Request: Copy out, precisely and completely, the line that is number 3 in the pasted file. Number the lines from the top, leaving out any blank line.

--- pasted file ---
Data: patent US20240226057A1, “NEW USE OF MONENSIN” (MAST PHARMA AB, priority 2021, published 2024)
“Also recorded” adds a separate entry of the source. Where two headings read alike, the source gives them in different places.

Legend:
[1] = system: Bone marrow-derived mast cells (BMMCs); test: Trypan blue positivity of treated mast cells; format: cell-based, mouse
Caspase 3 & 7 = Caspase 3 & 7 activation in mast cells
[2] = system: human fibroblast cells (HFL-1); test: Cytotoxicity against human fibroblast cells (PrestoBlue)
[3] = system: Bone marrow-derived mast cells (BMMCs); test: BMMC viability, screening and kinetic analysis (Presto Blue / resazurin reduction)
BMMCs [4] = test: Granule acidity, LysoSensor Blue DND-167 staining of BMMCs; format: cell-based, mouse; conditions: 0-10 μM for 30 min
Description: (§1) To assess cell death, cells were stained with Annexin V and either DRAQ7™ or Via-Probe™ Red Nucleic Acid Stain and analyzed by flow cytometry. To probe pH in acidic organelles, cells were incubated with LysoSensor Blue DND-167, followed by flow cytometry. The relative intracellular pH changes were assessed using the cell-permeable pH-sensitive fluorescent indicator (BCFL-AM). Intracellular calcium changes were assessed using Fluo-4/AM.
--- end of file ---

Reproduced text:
Legend: